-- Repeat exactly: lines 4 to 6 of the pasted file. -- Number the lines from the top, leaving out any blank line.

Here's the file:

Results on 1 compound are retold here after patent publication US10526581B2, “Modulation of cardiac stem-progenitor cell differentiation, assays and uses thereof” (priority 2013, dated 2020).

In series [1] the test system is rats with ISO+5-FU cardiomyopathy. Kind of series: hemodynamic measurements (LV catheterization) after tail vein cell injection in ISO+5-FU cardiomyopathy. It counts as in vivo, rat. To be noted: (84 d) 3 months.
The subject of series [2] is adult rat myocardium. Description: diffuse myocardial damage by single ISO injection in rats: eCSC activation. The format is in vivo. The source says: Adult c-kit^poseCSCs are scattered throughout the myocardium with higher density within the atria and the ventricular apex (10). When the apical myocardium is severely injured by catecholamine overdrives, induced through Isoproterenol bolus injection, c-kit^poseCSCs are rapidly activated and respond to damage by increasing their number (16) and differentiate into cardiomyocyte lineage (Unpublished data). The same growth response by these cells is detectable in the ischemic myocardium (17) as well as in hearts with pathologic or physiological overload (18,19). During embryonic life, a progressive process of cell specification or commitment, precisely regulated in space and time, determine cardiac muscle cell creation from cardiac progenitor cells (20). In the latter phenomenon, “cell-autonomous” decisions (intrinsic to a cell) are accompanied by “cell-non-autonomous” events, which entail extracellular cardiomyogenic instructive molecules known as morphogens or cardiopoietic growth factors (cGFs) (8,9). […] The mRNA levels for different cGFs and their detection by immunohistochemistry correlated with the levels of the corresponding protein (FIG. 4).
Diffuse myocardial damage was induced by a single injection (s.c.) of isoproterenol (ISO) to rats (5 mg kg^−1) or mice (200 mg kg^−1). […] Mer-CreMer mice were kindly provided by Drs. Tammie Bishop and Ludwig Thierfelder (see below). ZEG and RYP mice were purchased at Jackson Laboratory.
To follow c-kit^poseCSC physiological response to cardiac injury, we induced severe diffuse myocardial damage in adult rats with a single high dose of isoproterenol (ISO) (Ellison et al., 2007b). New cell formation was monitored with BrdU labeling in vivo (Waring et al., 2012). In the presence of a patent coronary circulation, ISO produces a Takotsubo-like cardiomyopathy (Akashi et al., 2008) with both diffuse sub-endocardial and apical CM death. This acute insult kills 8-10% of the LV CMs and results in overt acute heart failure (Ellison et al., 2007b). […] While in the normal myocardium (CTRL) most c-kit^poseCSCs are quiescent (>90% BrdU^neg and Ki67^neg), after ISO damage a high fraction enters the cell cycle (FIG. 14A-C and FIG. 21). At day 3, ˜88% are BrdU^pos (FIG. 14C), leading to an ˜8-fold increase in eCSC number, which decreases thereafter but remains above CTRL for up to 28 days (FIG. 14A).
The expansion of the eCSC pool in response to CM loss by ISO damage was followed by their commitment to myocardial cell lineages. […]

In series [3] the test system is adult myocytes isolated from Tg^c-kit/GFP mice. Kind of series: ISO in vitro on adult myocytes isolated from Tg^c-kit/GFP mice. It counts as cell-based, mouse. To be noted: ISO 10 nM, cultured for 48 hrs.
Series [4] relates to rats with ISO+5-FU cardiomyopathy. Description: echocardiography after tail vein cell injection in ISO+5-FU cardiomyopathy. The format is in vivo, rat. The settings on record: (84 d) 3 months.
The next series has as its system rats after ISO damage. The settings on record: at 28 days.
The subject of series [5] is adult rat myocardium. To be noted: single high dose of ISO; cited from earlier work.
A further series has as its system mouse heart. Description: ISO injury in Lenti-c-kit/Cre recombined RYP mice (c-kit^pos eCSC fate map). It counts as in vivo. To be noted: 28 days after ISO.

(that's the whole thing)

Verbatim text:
Diffuse myocardial damage was induced by a single injection (s.c.) of isoproterenol (ISO) to rats (5 mg kg^−1) or mice (200 mg kg^−1). […] Mer-CreMer mice were kindly provided by Drs. Tammie Bishop and Ludwig Thierfelder (see below). ZEG and RYP mice were purchased at Jackson Laboratory.
To follow c-kit^poseCSC physiological response to cardiac injury, we induced severe diffuse myocardial damage in adult rats with a single high dose of isoproterenol (ISO) (Ellison et al., 2007b). New cell formation was monitored with BrdU labeling in vivo (Waring et al., 2012). In the presence of a patent coronary circulation, ISO produces a Takotsubo-like cardiomyopathy (Akashi et al., 2008) with both diffuse sub-endocardial and apical CM death. This acute insult kills 8-10% of the LV CMs and results in overt acute heart failure (Ellison et al., 2007b). […] While in the normal myocardium (CTRL) most c-kit^poseCSCs are quiescent (>90% BrdU^neg and Ki67^neg), after ISO damage a high fraction enters the cell cycle (FIG. 14A-C and FIG. 21). At day 3, ˜88% are BrdU^pos (FIG. 14C), leading to an ˜8-fold increase in eCSC number, which decreases thereafter but remains above CTRL for up to 28 days (FIG. 14A).
The expansion of the eCSC pool in response to CM loss by ISO damage was followed by their commitment to myocardial cell lineages. […]